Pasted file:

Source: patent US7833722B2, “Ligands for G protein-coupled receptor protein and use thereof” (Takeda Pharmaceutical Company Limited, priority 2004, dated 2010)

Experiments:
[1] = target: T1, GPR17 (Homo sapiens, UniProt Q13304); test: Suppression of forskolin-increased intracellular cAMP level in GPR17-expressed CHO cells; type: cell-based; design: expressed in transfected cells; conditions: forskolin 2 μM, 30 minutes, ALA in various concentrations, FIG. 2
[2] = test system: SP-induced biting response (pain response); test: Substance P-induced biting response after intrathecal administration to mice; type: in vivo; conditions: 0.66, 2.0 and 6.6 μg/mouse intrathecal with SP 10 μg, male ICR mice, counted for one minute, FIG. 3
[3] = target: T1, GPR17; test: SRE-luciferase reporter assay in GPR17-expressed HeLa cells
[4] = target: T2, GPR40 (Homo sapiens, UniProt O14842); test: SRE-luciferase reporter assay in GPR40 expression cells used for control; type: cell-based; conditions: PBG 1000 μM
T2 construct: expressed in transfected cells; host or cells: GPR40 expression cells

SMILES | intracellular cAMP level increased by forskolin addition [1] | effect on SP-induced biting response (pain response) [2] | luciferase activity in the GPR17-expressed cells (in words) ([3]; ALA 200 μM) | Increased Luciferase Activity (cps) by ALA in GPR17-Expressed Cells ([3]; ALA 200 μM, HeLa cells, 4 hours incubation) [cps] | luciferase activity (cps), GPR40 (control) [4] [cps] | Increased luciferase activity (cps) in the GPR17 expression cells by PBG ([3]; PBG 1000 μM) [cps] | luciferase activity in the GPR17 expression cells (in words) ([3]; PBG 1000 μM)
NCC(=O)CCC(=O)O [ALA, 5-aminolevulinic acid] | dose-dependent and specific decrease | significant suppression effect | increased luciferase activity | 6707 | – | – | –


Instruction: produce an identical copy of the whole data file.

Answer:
Source: patent US7833722B2, “Ligands for G protein-coupled receptor protein and use thereof” (Takeda Pharmaceutical Company Limited, priority 2004, dated 2010)

Experiments:
[1] = target: T1, GPR17 (Homo sapiens, UniProt Q13304); test: Suppression of forskolin-increased intracellular cAMP level in GPR17-expressed CHO cells; type: cell-based; design: expressed in transfected cells; conditions: forskolin 2 μM, 30 minutes, ALA in various concentrations, FIG. 2
[2] = test system: SP-induced biting response (pain response); test: Substance P-induced biting response after intrathecal administration to mice; type: in vivo; conditions: 0.66, 2.0 and 6.6 μg/mouse intrathecal with SP 10 μg, male ICR mice, counted for one minute, FIG. 3
[3] = target: T1, GPR17; test: SRE-luciferase reporter assay in GPR17-expressed HeLa cells
[4] = target: T2, GPR40 (Homo sapiens, UniProt O14842); test: SRE-luciferase reporter assay in GPR40 expression cells used for control; type: cell-based; conditions: PBG 1000 μM
T2 construct: expressed in transfected cells; host or cells: GPR40 expression cells

SMILES | intracellular cAMP level increased by forskolin addition [1] | effect on SP-induced biting response (pain response) [2] | luciferase activity in the GPR17-expressed cells (in words) ([3]; ALA 200 μM) | Increased Luciferase Activity (cps) by ALA in GPR17-Expressed Cells ([3]; ALA 200 μM, HeLa cells, 4 hours incubation) [cps] | luciferase activity (cps), GPR40 (control) [4] [cps] | Increased luciferase activity (cps) in the GPR17 expression cells by PBG ([3]; PBG 1000 μM) [cps] | luciferase activity in the GPR17 expression cells (in words) ([3]; PBG 1000 μM)
NCC(=O)CCC(=O)O [ALA, 5-aminolevulinic acid] | dose-dependent and specific decrease | significant suppression effect | increased luciferase activity | 6707 | – | – | –